Google Goes Local
As if complete domination of the interwebs weren’t enough, Google’s latest few business moves have the company drilling down to the nitty gritty of the net to ensure that every advertising dollar, no matter how small, is within their reach.
Last week, Google made the announcement that they acquired Zagat, the 32-year-old restaurant rating system trusted by grandparents everywhere. Touting them as the original user-generated-content, Google’s team lavished praise on their new purchase: “Their iconic pocket-sized guides with paragraphs summarizing and ‘snippeting’ sentiment were ‘mobile’ before ‘mobile’ involved electronics.” Google says that the Zagat ratings will help bolster their integrated Google Places platform, which offers online reviews, maps, and contact information for businesses. Sound familiar? That’s probably because it’s a lot like Yelp, which Google made an attempt to purchase in 2009 to the tune of $500 million. Yelp didn’t bite, so Zagat was the next likely target, even though, as some point out, this means that for the first time Google will delve into both content creation and print publishing (all while fighting anti-trust allegations saying they now steer searches away from Yelp and toward Places).
Google also launched it’s Offers site in Boston last week, which they acknowledge is another attempt to secure local advertising dollars. But why now? Facebook and Yelp have both recently pulled the plug on their deals, and The Atlantic just noted that many daily deal sites saw a drop in viewers this summer, which they credit to consumer coupon fatigue. So what makes Google think that now is the time to enter the marketplace (particularly after Groupon, the company they tried to acquire for $6 billion last year, seems to be in some serious trouble)? It seems as if their argument largely comes down to: We’re Google, isn’t that enough?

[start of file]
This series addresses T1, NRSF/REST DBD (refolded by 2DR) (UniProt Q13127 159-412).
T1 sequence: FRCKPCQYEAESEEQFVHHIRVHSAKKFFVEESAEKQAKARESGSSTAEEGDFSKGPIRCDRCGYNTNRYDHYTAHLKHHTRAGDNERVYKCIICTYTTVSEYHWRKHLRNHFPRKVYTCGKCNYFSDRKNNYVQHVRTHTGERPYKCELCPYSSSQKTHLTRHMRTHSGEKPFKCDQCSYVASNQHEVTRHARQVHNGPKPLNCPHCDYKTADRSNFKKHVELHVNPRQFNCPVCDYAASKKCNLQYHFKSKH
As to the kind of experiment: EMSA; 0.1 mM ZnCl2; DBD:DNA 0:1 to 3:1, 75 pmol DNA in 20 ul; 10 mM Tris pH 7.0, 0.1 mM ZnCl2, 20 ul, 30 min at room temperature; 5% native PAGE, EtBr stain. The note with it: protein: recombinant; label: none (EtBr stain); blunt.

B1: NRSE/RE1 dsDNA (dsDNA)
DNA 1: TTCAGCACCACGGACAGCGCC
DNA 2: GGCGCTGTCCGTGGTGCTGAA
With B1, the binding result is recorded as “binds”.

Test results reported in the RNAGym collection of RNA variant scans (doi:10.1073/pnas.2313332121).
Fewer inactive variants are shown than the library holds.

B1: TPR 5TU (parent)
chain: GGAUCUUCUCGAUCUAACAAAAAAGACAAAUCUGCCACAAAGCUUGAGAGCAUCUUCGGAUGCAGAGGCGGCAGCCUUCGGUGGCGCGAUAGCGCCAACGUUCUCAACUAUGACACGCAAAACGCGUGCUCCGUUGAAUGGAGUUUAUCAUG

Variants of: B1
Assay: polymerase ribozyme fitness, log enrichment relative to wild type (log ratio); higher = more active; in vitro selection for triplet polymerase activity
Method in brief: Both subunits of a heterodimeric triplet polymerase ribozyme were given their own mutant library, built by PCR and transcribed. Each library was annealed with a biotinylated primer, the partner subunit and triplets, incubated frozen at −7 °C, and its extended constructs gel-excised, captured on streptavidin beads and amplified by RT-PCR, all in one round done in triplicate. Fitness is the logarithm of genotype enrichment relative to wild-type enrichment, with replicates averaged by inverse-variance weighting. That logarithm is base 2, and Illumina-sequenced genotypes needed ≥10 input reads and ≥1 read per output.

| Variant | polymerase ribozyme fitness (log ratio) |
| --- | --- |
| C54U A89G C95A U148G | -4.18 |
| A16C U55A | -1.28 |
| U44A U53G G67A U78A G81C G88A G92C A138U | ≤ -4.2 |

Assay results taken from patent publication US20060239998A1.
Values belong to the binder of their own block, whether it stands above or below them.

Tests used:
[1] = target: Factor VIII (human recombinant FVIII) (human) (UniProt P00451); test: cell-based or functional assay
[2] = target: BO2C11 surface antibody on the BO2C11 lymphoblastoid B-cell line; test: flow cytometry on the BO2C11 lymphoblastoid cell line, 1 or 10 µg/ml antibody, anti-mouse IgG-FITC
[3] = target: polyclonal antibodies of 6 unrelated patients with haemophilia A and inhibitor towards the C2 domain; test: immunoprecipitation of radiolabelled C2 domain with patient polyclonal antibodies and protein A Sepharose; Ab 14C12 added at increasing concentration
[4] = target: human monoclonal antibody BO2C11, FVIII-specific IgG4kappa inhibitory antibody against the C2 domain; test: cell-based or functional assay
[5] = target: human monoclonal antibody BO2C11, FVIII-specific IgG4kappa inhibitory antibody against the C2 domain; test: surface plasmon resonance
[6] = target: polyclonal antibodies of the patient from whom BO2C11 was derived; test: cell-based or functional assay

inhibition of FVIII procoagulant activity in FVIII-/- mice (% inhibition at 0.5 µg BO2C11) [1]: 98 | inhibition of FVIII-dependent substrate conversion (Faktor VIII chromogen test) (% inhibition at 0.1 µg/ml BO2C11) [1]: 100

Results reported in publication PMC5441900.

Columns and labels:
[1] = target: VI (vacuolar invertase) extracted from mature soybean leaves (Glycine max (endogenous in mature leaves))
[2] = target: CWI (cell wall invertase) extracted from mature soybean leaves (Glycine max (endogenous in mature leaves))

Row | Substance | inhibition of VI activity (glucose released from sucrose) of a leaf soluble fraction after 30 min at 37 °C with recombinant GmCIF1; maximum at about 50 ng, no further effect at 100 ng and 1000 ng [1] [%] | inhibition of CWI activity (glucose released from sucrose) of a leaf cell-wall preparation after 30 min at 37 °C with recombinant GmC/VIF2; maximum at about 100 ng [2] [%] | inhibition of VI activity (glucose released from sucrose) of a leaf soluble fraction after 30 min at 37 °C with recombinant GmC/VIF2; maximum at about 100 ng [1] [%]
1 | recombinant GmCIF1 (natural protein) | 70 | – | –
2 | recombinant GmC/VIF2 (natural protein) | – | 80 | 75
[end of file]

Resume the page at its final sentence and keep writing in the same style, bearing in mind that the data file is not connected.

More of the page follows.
A Google spokesperson points to the “wide variety and high quality” of their participating businesses, and says notes that unlike other deal sites, the revenue from the pre-paid Google Offers will be paid to the businesses within a week. “With costs on the rise for everything from gas to milk, getting paid up front means a lot to small businesses,” the spokesperson said. Or in other words, screw Groupon, we’re Google dammit. We practically print our own money, of course we’ll pay you faster.
Right now, there’s not a whole lot of novelty beyond other daily deal sites over at Offers, though it’s integration with the Google sign-in does make it simpler to get easy access to the deals. Google says their Offers are part of their plan to expand Google Wallet (which may foretell the complete obsolescence of the credit card), and they promise to “innovate in the space” to make offers more useful for consumers and efficient for businesses. So do they actually anticipate that they’ll make a profit? Or is this more of a move to shore up the online deal site space and give them access to local ads, all while getting the satisfaction of sending Groupon into its grave? At least on the profits end of it, the response from Google was: “No comment.”